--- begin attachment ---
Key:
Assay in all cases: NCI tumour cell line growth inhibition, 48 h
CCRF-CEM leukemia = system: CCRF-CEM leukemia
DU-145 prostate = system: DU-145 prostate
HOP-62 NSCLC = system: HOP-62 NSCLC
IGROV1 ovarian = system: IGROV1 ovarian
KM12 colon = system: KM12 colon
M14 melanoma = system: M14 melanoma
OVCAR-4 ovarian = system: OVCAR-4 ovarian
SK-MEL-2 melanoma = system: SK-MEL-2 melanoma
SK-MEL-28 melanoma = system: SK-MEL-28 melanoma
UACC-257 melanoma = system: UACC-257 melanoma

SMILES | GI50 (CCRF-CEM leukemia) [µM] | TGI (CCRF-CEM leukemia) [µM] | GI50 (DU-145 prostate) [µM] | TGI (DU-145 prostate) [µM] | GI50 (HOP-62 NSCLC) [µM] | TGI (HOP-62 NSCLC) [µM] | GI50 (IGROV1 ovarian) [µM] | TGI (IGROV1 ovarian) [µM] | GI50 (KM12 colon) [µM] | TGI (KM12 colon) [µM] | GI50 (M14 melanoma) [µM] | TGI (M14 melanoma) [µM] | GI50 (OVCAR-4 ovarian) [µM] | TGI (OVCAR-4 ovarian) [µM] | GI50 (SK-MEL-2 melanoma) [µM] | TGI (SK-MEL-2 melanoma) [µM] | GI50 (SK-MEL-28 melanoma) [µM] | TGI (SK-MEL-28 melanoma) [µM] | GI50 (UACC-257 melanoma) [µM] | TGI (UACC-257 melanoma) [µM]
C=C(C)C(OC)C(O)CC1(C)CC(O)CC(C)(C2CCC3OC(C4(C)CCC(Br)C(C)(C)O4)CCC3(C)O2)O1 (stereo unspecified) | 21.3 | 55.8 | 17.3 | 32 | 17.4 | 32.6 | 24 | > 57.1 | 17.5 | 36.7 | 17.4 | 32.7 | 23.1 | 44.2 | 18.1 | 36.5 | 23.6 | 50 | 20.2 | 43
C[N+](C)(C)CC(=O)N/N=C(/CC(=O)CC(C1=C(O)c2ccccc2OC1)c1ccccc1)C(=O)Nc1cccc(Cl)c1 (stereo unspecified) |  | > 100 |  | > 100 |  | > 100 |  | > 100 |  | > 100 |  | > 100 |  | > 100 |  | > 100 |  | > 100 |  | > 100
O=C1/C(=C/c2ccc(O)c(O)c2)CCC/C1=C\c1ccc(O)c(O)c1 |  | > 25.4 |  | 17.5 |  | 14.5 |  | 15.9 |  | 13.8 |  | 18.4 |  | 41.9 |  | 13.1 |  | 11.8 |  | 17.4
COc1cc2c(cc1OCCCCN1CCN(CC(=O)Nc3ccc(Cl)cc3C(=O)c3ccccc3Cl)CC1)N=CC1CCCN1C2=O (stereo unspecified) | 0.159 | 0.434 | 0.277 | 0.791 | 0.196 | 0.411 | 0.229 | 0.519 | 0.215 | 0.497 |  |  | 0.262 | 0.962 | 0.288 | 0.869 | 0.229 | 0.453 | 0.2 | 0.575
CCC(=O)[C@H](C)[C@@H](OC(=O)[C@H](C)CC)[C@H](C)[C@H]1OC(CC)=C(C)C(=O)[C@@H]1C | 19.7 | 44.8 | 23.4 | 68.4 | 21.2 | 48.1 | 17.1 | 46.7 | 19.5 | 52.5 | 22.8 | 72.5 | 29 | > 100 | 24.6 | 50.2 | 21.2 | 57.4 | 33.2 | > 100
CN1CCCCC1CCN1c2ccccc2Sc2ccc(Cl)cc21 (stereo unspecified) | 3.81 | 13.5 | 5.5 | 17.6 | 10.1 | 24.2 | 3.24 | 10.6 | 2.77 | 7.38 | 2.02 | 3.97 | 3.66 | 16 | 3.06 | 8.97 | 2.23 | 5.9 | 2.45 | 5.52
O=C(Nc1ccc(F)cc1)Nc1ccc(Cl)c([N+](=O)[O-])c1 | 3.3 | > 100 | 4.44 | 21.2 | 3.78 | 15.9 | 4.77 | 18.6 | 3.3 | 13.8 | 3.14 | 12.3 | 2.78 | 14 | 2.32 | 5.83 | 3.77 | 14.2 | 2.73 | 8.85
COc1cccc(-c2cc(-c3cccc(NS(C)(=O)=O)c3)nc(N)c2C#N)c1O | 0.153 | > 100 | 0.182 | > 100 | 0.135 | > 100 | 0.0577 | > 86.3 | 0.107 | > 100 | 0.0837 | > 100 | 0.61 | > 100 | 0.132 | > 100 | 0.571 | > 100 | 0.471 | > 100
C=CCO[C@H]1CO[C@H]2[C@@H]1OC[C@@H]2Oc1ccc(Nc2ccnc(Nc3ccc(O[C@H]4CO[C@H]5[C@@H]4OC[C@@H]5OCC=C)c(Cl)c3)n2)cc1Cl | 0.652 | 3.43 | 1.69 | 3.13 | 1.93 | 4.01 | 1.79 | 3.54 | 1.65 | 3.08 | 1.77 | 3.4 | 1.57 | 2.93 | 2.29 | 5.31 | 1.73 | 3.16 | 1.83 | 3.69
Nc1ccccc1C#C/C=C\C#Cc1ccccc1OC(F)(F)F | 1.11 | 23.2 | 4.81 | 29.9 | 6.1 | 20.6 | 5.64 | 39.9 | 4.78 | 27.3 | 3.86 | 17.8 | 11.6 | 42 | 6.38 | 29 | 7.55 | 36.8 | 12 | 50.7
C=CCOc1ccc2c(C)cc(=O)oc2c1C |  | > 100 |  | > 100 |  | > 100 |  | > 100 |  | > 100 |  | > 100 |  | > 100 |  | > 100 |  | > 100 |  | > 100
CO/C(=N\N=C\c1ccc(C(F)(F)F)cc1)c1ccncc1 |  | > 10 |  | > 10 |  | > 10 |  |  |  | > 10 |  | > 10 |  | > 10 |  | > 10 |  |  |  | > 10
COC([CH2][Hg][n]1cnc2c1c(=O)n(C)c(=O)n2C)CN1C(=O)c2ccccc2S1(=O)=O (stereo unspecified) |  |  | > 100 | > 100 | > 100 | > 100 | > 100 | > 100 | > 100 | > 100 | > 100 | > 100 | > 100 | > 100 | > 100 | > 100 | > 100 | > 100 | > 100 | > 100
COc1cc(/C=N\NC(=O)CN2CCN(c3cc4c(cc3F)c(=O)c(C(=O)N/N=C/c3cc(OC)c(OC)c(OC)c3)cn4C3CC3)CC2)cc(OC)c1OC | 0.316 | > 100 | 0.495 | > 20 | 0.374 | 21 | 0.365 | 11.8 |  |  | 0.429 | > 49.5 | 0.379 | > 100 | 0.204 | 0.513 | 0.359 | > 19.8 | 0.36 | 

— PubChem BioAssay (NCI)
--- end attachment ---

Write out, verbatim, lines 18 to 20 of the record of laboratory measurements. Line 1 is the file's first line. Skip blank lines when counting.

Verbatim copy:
CCC(=O)[C@H](C)[C@@H](OC(=O)[C@H](C)CC)[C@H](C)[C@H]1OC(CC)=C(C)C(=O)[C@@H]1C | 19.7 | 44.8 | 23.4 | 68.4 | 21.2 | 48.1 | 17.1 | 46.7 | 19.5 | 52.5 | 22.8 | 72.5 | 29 | > 100 | 24.6 | 50.2 | 21.2 | 57.4 | 33.2 | > 100
CN1CCCCC1CCN1c2ccccc2Sc2ccc(Cl)cc21 (stereo unspecified) | 3.81 | 13.5 | 5.5 | 17.6 | 10.1 | 24.2 | 3.24 | 10.6 | 2.77 | 7.38 | 2.02 | 3.97 | 3.66 | 16 | 3.06 | 8.97 | 2.23 | 5.9 | 2.45 | 5.52
O=C(Nc1ccc(F)cc1)Nc1ccc(Cl)c([N+](=O)[O-])c1 | 3.3 | > 100 | 4.44 | 21.2 | 3.78 | 15.9 | 4.77 | 18.6 | 3.3 | 13.8 | 3.14 | 12.3 | 2.78 | 14 | 2.32 | 5.83 | 3.77 | 14.2 | 2.73 | 8.85